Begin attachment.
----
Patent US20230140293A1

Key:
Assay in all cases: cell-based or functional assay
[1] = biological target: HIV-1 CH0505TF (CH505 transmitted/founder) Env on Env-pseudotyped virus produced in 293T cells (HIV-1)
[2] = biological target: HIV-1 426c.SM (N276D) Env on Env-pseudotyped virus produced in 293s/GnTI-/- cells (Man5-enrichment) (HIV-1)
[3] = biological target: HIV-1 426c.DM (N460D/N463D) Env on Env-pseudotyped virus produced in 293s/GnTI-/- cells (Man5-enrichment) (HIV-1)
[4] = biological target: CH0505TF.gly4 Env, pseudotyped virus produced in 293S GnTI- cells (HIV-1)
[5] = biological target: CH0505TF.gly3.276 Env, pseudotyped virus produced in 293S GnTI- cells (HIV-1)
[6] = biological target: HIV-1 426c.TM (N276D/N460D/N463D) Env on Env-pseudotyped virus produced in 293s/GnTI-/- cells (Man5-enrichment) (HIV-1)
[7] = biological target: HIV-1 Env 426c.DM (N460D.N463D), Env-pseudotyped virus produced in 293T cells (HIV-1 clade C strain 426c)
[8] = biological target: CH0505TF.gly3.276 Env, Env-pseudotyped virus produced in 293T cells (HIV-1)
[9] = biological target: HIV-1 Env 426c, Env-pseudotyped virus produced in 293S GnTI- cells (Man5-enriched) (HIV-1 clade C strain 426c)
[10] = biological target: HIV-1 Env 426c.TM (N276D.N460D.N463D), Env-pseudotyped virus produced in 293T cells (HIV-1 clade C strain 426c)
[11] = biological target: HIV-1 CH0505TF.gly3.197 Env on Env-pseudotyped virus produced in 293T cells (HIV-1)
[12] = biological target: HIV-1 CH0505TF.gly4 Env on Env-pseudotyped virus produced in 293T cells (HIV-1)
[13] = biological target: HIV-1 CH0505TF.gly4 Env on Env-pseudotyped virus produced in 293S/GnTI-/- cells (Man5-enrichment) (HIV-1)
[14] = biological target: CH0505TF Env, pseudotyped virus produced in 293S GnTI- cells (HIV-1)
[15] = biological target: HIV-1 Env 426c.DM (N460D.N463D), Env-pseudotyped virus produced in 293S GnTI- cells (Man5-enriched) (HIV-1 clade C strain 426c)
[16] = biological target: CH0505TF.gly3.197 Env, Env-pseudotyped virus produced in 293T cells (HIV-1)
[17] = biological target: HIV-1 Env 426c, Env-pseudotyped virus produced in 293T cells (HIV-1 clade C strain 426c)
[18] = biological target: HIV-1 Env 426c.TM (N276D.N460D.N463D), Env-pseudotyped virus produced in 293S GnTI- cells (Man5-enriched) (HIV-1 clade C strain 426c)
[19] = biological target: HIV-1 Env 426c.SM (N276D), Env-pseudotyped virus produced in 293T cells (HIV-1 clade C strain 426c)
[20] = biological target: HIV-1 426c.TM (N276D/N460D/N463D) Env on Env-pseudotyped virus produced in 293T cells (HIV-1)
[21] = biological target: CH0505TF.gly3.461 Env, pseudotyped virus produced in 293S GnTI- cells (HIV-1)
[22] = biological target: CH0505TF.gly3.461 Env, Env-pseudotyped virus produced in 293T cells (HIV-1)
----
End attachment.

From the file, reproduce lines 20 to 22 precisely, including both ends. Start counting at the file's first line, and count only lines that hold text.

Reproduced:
[17] = biological target: HIV-1 Env 426c, Env-pseudotyped virus produced in 293T cells (HIV-1 clade C strain 426c)
[18] = biological target: HIV-1 Env 426c.TM (N276D.N460D.N463D), Env-pseudotyped virus produced in 293S GnTI- cells (Man5-enriched) (HIV-1 clade C strain 426c)
[19] = biological target: HIV-1 Env 426c.SM (N276D), Env-pseudotyped virus produced in 293T cells (HIV-1 clade C strain 426c)